Truck Driver Substance Abuse Is a Danger to Everyone on the Road
Seventy-hour workweeks, eight days in a row. An uncertain pay structure. Extended periods of isolation that can lead to severe loneliness. These are just a few of the realities for truck drivers in the United States. Unfortunately, they also contribute to widespread substance abuse in the industry as drivers struggle to cope with their working conditions.
Needless to say, anyone driving under the influence poses a danger to themselves and everyone else on the road. With commercial trucks, that risk increases. The average semi-truck is about 72 feet long and weighs roughly 80,000 pounds. It takes longer to stop a truck, not to mention a special set of skills to be able to maneuver these vehicles around turns, between lanes, and onto highways. All of which is to say that the risk of damage, injury, and death from a truck accident is far greater than with the average passenger vehicle.
A now-famous study from a few years ago found that among truckers, “overall use of mind-altering substances was high and linked to poor working conditions.” Amphetamines and cocaine were among the most widely used substances, given their ability to keep drivers awake for abnormally long periods of time. Years on, this problem still persists. After publishing a recent study, The Trucking Alliance said that there is “compelling evidence that thousands of habitual drug users are manipulating federal drug test protocols and obtaining jobs as commercial truck drivers.”
Drug abuse is also more prevalent among truck drivers than the general population. Data from the Journal of Preventive Medicine and Hygiene found the “overall annual prevalence” of amphetamine use among truck drivers was 21.3 percent, compared to a 0.7 percent consumption rate by the general population.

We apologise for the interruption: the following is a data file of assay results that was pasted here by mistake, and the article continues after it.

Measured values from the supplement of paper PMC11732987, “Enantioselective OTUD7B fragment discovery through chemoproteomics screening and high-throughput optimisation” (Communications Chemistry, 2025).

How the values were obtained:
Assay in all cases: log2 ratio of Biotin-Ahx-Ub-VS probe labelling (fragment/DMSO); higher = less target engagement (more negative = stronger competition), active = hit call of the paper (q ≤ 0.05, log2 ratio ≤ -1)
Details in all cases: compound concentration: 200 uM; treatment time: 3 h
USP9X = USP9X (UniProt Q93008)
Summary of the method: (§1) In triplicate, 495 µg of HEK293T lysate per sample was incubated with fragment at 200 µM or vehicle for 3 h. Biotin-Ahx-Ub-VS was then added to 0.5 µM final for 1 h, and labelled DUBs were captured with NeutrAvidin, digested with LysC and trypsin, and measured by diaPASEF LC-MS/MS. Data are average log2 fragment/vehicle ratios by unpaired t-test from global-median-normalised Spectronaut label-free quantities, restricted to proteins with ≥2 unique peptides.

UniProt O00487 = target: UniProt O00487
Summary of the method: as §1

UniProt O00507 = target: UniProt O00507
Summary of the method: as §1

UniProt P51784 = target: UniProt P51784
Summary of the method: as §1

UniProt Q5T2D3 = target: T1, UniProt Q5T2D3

Alcohol is a problem, too. The International Journal of Environmental Research and Public Health notes that when a trucker binge-drinks once per month, that person “increases the chance of being involved in crash accidents by tenfold.” Recalling the above information about the destructive nature of truck accidents, that’s an extremely unnerving statistic.
These substances are not only a danger to the truckers — they post a threat to everyone on the road because of the way they impair a trucker’s ability to adhere to safety standards behind the wheel. Besides keeping drivers awake for unnaturally long periods of time, these substances can also lead them to take more risks behind the wheel. Speeding, making sudden lane merges, and driving through dangerous weather are just a few examples.
Drivers of other vehicles should always maintain a safe distance between their cars and large commercial trucks when on the road. If you are involved in a truck accident and suspect the other driver was under the influence, you may be able to seek compensation for damages. Please reach out to us today to discuss your case and receive support by filling out our online form or calling (661) 323-1400.